So what? You don’t even have medical devices or control systems – why would you care? The sad fact is that what you don’t see can hurt you. Your entire security program has been built to protect what you can see with traditional discovery and scanning technologies. The industry has maintained a very limited concept of what you should be looking for – largely because that’s all security scanners could see. The current state of affairs is you run scans every so often and see new devices emerge. You test them for configuration issues and vulnerabilities, and then you add those issues to the end of an endless list of things you’ll never have time to finish with.

Unfortunately visible devices are only a portion of the network-connected devices in your environment. There are hundreds if not thousands or more other devices you don’t know about on your network. You don’t scan them periodically, and you have no idea about their security posture. Each of thm can be attacked, and may provide an adversary a presence in your environment. Your attack surface is much larger than you thought.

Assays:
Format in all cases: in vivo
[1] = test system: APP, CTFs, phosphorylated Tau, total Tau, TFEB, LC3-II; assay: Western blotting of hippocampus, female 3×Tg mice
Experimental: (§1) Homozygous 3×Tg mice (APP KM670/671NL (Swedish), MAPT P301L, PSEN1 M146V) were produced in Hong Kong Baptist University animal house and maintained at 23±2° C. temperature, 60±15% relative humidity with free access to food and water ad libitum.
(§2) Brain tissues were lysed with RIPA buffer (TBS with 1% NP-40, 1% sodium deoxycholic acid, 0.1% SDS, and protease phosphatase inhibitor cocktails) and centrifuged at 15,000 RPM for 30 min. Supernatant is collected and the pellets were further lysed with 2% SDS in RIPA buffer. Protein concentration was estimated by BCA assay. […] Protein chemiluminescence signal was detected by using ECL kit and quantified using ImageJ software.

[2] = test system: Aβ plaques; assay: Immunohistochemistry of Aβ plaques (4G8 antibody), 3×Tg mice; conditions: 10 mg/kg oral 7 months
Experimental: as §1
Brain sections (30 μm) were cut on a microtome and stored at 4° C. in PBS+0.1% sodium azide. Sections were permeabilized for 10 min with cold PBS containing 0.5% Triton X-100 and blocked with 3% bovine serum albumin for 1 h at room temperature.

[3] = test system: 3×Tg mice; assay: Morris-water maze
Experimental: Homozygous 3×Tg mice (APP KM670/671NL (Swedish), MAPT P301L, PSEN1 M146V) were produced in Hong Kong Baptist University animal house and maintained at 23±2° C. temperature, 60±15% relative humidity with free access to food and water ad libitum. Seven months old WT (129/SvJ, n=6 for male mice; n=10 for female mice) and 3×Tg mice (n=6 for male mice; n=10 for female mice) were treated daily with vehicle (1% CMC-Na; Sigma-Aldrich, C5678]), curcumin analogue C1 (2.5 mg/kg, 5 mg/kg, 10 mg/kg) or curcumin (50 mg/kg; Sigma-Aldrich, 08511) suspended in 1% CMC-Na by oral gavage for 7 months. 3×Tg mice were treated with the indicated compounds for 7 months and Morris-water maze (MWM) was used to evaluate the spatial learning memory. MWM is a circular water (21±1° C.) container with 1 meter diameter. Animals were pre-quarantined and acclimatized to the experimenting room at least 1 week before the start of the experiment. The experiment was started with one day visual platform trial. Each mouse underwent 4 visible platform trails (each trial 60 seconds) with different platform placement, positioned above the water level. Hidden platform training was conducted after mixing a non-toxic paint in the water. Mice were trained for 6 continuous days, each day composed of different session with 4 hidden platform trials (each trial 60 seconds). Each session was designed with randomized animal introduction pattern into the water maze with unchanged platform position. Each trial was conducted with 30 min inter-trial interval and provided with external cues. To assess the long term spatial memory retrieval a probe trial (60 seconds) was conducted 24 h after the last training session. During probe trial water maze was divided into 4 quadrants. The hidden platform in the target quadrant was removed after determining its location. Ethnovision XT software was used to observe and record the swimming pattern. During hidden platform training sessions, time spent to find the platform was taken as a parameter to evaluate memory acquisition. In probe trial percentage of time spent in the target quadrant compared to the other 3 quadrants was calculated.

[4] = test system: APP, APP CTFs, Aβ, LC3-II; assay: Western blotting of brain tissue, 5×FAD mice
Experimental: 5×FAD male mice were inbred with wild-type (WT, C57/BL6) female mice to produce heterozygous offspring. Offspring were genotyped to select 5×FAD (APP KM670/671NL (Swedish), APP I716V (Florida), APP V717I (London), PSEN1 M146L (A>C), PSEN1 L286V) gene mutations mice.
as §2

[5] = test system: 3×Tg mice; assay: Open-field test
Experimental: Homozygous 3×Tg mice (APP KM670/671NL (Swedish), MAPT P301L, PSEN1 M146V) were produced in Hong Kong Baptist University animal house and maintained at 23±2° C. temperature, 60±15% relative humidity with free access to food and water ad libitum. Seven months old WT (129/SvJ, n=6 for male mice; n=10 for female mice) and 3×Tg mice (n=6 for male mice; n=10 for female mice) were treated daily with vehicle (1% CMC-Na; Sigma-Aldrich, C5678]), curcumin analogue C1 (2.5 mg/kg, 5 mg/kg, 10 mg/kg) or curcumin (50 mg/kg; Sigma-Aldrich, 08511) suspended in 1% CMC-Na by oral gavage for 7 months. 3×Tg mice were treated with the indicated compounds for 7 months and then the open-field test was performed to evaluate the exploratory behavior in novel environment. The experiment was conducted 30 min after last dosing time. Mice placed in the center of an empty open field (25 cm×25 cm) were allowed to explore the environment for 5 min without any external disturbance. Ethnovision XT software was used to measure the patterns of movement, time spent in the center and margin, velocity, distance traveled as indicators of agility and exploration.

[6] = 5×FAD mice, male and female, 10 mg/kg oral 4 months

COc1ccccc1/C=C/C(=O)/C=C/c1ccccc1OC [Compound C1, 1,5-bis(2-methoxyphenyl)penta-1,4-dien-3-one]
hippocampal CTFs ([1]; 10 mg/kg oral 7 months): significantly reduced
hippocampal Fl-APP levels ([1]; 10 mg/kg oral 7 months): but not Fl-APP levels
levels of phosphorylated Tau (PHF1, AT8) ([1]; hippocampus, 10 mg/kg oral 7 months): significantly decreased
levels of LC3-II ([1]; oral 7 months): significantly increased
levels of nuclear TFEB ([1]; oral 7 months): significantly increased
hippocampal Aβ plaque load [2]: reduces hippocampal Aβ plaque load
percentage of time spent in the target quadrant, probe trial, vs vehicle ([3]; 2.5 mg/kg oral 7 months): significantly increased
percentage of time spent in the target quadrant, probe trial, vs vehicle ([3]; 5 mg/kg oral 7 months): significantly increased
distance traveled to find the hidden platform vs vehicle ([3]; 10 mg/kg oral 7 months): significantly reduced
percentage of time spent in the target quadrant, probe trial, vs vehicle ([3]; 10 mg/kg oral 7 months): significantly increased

These shadow devices are infrequently discussed, and rarely factored into discovery and protection programs. It’s a big Don’t Ask, Don’t Tell approach, which never seems to work out well in the end.

We haven’t yet published anything on IoT devices (or Everything Internet), but it’s time. Not because we currently see many attacks in the wild. But most organizations we talk to are unprepared for when an attack happens, so they will scramble – as usual. We have espoused a visibility, then control approach to security for over a decade. Now it’s time to get a handle on the visibility of all devices on your network, so when you need to, you will know what you have to control. And how to control it.

So our newest series, entitled “Shining a Light on Shadow Devices,” will focus on the risks these devices present to organizations, and how to find them within your environment. We’d like to thank ForeScout Technologies for tentatively agreeing to license the content and, as always, we’ll write this series using our Totally Transparent Research methodology. This ensures you’ll see all of the research as it comes off the assembly line, and you can keep us honest by letting us know if we’re hitting the mark.

Our next post will dig into how these device classes can be attacked.